Here's Matrix foreach method I wrote for one of the exercises (it's not directly anything they're ask for, so it's technically not a spoiler):

Matrix foreach := method(
  args := call message arguments
  xi := args at(0) name
  yi := args at(1) name
  vi := args at(2) name
  msg :=  args at(3)
  ctx := Object clone
  ctx setProto(call sender)
  for(i,1,xsize,
    for(j,1,ysize,
      ctx setSlot(xi, i)
      ctx setSlot(yi, j)
      ctx setSlot(vi, get(i,j))
      msg doInContext(ctx)
    )
  )
)

First, since method( ) has only one argument (function body), there's no automatic evaluation. Instead we parse argument, extracting names for the first three, and msg for the last.

Then we subclass sender's lexical context into ctx, set some variables in it with setSlot message, then send msg (body which was passed to our foreach as 4th argument) to ctx. Why does it work? That's because evaluating anything is sending a message to some lexical context. Our entire function body is one big message consisting of a sequence of smaller messages like yi := args at(1) name and ctx := Object clone.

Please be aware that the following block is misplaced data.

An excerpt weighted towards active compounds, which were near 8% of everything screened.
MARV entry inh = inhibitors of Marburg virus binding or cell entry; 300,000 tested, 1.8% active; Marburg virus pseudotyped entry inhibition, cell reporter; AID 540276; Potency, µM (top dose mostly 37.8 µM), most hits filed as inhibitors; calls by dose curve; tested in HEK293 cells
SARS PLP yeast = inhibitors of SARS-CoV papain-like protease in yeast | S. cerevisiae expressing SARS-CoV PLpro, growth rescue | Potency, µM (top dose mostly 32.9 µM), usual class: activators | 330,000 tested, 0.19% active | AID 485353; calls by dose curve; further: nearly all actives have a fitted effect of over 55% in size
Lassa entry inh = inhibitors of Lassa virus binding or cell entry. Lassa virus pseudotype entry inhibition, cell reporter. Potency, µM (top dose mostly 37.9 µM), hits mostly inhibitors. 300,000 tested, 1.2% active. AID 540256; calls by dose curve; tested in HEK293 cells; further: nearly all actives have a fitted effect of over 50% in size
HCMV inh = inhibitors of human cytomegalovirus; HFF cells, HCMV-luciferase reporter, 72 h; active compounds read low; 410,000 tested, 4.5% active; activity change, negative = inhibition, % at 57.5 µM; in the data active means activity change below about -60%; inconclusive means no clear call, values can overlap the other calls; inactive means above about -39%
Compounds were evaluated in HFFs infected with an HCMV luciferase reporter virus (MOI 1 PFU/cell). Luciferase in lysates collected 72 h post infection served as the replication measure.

Unfortunately the book focuses mostly on prototype-based programming part of Io, while Javascript and even Ruby do that much just as well. The brilliant insanity hidden within Io is barely scratched. I recommend playing with it a lot more than the book recommends.
maine coon kitten by dirk huijssoon from flickr (CC-NC-ND)

3. Prolog

If the first thing which comes to your mind when someone mentions Prolog is sudoku solvers, you're right! If you've never done any Prolog, it's a fun few evenings to spend.

Sadly in my experience programming in Prolog is about as practical as "programming in SQL" or "programming in XSLT". It's not really a programming language, it only pretends to be one. If someone took good ideas of Prolog and implemented them as an extension for a real programming language, it might be getting somewhere.

4. Scala

It feels like modern version of Ocaml in so many ways. Not only it's statically-typed mostly-functional somewhat-object-oriented language, they've thrown everything including a kitchen sink into the language and added such massive amounts of syntactic sugar for each of its features it all looks really weird and gets you thinking that there's surely some simpler syntax which does most of these things just fine.

Scala seems to have significantly less awful standard library than Ocaml - I'm not really a big fan of Java libraries so many people fawn over so much, but just about anything beats the pile of mess Ocaml standard library is.

Scala's syntax, while it won't be winning many converts, is still the best I've ever seen in an Ocaml-like language. Its feature set also looks like mostly a nice improvement over what Ocaml has.